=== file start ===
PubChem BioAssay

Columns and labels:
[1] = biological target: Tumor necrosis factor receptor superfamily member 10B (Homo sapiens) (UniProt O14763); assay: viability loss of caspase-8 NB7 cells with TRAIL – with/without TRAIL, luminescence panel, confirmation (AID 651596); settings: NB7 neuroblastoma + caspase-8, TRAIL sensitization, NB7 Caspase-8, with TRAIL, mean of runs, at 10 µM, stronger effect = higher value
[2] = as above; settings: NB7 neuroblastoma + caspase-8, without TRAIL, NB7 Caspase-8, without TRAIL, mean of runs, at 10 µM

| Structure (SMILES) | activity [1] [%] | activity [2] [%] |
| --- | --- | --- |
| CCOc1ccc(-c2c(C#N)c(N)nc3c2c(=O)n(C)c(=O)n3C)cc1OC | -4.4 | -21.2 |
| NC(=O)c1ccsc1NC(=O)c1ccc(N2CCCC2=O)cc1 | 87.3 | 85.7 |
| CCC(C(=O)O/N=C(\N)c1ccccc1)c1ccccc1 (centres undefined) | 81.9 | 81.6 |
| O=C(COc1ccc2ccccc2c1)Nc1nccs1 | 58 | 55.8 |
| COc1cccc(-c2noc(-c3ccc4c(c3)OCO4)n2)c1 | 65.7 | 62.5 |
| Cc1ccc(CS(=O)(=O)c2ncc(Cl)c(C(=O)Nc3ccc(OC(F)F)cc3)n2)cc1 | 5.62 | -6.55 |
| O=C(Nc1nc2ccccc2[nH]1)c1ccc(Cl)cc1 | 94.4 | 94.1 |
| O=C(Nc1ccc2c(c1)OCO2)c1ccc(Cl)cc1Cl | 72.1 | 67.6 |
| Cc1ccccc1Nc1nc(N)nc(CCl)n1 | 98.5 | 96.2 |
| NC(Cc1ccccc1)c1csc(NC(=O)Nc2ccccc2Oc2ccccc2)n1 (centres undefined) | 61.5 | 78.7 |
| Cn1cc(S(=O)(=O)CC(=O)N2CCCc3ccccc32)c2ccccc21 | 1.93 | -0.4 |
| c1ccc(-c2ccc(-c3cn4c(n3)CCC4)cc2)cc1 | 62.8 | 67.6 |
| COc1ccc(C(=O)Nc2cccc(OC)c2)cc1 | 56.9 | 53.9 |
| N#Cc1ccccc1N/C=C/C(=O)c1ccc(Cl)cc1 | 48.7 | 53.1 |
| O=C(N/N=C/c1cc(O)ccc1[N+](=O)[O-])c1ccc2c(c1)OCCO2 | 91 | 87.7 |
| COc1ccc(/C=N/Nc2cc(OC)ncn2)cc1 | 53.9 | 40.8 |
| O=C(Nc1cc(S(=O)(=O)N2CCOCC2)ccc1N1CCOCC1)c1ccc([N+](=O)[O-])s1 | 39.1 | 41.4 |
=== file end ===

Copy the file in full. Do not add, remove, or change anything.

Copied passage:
PubChem BioAssay

Columns and labels:
[1] = biological target: Tumor necrosis factor receptor superfamily member 10B (Homo sapiens) (UniProt O14763); assay: viability loss of caspase-8 NB7 cells with TRAIL – with/without TRAIL, luminescence panel, confirmation (AID 651596); settings: NB7 neuroblastoma + caspase-8, TRAIL sensitization, NB7 Caspase-8, with TRAIL, mean of runs, at 10 µM, stronger effect = higher value
[2] = as above; settings: NB7 neuroblastoma + caspase-8, without TRAIL, NB7 Caspase-8, without TRAIL, mean of runs, at 10 µM

| Structure (SMILES) | activity [1] [%] | activity [2] [%] |
| --- | --- | --- |
| CCOc1ccc(-c2c(C#N)c(N)nc3c2c(=O)n(C)c(=O)n3C)cc1OC | -4.4 | -21.2 |
| NC(=O)c1ccsc1NC(=O)c1ccc(N2CCCC2=O)cc1 | 87.3 | 85.7 |
| CCC(C(=O)O/N=C(\N)c1ccccc1)c1ccccc1 (centres undefined) | 81.9 | 81.6 |
| O=C(COc1ccc2ccccc2c1)Nc1nccs1 | 58 | 55.8 |
| COc1cccc(-c2noc(-c3ccc4c(c3)OCO4)n2)c1 | 65.7 | 62.5 |
| Cc1ccc(CS(=O)(=O)c2ncc(Cl)c(C(=O)Nc3ccc(OC(F)F)cc3)n2)cc1 | 5.62 | -6.55 |
| O=C(Nc1nc2ccccc2[nH]1)c1ccc(Cl)cc1 | 94.4 | 94.1 |
| O=C(Nc1ccc2c(c1)OCO2)c1ccc(Cl)cc1Cl | 72.1 | 67.6 |
| Cc1ccccc1Nc1nc(N)nc(CCl)n1 | 98.5 | 96.2 |
| NC(Cc1ccccc1)c1csc(NC(=O)Nc2ccccc2Oc2ccccc2)n1 (centres undefined) | 61.5 | 78.7 |
| Cn1cc(S(=O)(=O)CC(=O)N2CCCc3ccccc32)c2ccccc21 | 1.93 | -0.4 |
| c1ccc(-c2ccc(-c3cn4c(n3)CCC4)cc2)cc1 | 62.8 | 67.6 |
| COc1ccc(C(=O)Nc2cccc(OC)c2)cc1 | 56.9 | 53.9 |
| N#Cc1ccccc1N/C=C/C(=O)c1ccc(Cl)cc1 | 48.7 | 53.1 |
| O=C(N/N=C/c1cc(O)ccc1[N+](=O)[O-])c1ccc2c(c1)OCCO2 | 91 | 87.7 |
| COc1ccc(/C=N/Nc2cc(OC)ncn2)cc1 | 53.9 | 40.8 |
| O=C(Nc1cc(S(=O)(=O)N2CCOCC2)ccc1N1CCOCC1)c1ccc([N+](=O)[O-])s1 | 39.1 | 41.4 |